Saudi-Led Coalition Blockades Worsen Humanitarian Situation In Yemen; Trump Administration Should ‘Act Immediately’

Washington Post: Children are starving in Yemen. The White House should intervene.
Editorial Board

“…Yemen’s 28 million people depend on imports for up to 90 percent of their basic needs, including food, fuel, and medicine. … Saudi Arabia imposed the blockade after a missile allegedly fired by the Houthis came close to its capital, Riyadh. … According to the International Committee of the Red Cross, Sanaa, Hodeida, and three other crowded cities … have lost access to clean drinking water because of a lack of fuel. One million children are at risk from an incipient diphtheria epidemic because vaccines are out of reach on U.N. ships offshore. According to Rasha Muhrez, Save the Children’s director of operations in Yemen, several governates are down to a five-day supply of the fuel needed to operate flour mills, without which the millions dependent on food handouts will starve. … The Trump administration, through the State Department, has objected to the ongoing blockade and called for ‘unimpeded access’ for humanitarian supplies. But many in Yemen suspect, with some reason, that the White House is tolerating, if not encouraging, the crime. … Even if it was unaware of the subsequent crackdown, the White House has the leverage to put a stop to it. It should act immediately, or it will be complicit in a crime against humanity” (11/20).

Slate: The Deep Roots of Yemen’s Famine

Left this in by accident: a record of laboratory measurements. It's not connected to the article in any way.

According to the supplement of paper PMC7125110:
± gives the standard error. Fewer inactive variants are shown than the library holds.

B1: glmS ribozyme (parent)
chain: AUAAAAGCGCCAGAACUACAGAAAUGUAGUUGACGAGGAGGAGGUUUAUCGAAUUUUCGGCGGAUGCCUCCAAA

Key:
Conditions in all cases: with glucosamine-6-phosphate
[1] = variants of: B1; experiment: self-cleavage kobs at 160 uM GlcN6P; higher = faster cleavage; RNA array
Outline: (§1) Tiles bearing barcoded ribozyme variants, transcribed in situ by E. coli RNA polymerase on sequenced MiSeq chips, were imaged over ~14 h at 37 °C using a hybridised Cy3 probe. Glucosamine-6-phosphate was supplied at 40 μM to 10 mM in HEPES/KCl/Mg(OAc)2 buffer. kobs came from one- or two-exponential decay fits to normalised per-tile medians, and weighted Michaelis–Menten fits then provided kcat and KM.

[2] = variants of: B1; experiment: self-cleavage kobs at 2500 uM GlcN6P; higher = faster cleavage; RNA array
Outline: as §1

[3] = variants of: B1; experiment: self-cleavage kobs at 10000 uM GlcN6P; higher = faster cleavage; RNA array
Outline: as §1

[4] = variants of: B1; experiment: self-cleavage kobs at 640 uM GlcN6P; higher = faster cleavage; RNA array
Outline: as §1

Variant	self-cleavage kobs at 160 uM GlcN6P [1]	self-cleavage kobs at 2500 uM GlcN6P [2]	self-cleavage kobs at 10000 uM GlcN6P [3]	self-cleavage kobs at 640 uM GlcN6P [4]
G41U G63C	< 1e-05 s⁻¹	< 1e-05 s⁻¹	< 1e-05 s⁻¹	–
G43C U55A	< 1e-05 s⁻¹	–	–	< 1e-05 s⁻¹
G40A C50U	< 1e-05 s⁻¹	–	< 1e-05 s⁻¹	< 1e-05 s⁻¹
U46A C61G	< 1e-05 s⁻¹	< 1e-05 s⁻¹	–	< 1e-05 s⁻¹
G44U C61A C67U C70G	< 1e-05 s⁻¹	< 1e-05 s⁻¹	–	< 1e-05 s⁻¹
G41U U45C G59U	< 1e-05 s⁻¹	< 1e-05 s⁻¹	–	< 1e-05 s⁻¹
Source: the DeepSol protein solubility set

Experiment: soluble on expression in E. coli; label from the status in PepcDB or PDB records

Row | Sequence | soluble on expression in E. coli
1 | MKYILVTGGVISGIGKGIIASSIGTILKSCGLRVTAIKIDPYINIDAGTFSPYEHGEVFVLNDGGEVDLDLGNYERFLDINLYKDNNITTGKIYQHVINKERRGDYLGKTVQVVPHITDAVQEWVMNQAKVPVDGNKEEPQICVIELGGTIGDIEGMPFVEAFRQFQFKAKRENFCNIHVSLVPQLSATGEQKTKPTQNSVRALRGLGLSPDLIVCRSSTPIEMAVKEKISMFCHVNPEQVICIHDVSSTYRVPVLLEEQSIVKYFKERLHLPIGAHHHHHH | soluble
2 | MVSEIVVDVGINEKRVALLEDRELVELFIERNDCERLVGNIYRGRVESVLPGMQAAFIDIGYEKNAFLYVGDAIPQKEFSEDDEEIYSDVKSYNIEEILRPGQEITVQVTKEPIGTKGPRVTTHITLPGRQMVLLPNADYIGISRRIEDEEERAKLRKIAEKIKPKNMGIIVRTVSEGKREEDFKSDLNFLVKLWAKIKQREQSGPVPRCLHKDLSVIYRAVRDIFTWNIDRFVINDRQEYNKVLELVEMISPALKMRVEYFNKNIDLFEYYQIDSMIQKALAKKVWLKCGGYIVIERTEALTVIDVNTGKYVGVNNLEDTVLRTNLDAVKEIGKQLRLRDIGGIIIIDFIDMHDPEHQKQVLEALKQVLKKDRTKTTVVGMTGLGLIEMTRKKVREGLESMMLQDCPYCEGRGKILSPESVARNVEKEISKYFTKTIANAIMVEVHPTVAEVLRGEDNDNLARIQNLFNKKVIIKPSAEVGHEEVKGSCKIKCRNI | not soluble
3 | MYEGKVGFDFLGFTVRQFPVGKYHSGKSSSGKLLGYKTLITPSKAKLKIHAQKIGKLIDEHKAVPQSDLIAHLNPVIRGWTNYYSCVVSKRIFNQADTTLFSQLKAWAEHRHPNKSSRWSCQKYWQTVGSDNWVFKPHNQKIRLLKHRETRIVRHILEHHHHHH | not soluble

Laura Kasinof, author

“The intractable war in Yemen that has been laying waste to the northern half of the country for nearly three years became even more dismal in early November when Saudi Arabia tightened its blockade on the country, cutting a desperate population off from much-needed food aid, medical supplies, and fuel. … The United Nation’s under secretary general for humanitarian affairs and emergency relief coordinator, Mark Lowcock, has warned that if the blockade isn’t lifted, Yemen ‘… will be the largest famine the world has seen for many decades, with millions of victims.’ … Making matters worse, Yemen has also been suffering from the largest cholera outbreak in recorded history, killing at least 2,150 civilians since October 2016. While the spread of cholera recently has been contained, renewed fuel shortages mean clean water cannot be pumped from deep wells, nor transported to vulnerable populations. … Cases of other diseases, like diphtheria and scabies, have also been reported and hospitals have limited supplies of medicines to treat them. … Many Yemenis can’t afford what food exists — a gap that aid agencies can’t totally fill even in the best of environments…” (11/20).

The KFF Daily Global Health Policy Report summarized news and information on global health policy from hundreds of sources, from May 2009 through December 2020. All summaries are archived and available via search.

KFF Headquarters: 185 Berry St., Suite 2000, San Francisco, CA 94107 | Phone 650-854-9400
Washington Offices and Barbara Jordan Conference Center: 1330 G Street, NW, Washington, DC 20005 | Phone 202-347-5270 | Email Alerts: | |

The independent source for health policy research, polling, and news, KFF is a nonprofit organization based in San Francisco, California.